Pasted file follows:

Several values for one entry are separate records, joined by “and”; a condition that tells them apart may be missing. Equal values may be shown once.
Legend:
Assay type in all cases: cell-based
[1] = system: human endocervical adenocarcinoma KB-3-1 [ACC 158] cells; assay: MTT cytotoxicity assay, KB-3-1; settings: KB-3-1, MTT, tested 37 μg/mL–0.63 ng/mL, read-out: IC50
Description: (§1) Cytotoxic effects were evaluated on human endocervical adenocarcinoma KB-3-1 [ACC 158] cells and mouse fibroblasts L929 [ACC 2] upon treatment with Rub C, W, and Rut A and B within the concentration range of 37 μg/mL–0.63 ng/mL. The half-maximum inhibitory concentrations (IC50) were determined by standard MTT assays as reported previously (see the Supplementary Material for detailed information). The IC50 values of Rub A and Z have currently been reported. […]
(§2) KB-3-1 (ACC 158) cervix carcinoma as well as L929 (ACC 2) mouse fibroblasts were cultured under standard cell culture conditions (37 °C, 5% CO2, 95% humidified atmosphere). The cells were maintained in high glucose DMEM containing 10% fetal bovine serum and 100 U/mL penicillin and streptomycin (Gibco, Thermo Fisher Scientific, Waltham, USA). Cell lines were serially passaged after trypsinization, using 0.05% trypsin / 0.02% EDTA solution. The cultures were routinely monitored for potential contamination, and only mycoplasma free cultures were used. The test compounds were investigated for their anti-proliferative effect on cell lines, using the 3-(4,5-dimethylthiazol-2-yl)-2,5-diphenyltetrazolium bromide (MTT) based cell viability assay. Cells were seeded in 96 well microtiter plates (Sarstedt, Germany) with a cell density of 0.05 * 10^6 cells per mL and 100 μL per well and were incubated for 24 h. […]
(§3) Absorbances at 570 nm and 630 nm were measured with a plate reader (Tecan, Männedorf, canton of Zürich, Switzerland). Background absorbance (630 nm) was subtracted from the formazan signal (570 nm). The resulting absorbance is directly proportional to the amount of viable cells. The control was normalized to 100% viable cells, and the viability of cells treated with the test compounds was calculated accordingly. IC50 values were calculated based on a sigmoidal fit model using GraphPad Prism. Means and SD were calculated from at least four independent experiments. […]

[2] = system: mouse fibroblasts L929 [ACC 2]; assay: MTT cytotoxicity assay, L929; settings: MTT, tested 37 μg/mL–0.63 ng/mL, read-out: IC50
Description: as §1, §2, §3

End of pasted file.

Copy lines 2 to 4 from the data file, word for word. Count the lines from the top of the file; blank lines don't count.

Legend:
Assay type in all cases: cell-based
[1] = system: human endocervical adenocarcinoma KB-3-1 [ACC 158] cells; assay: MTT cytotoxicity assay, KB-3-1; settings: KB-3-1, MTT, tested 37 μg/mL–0.63 ng/mL, read-out: IC50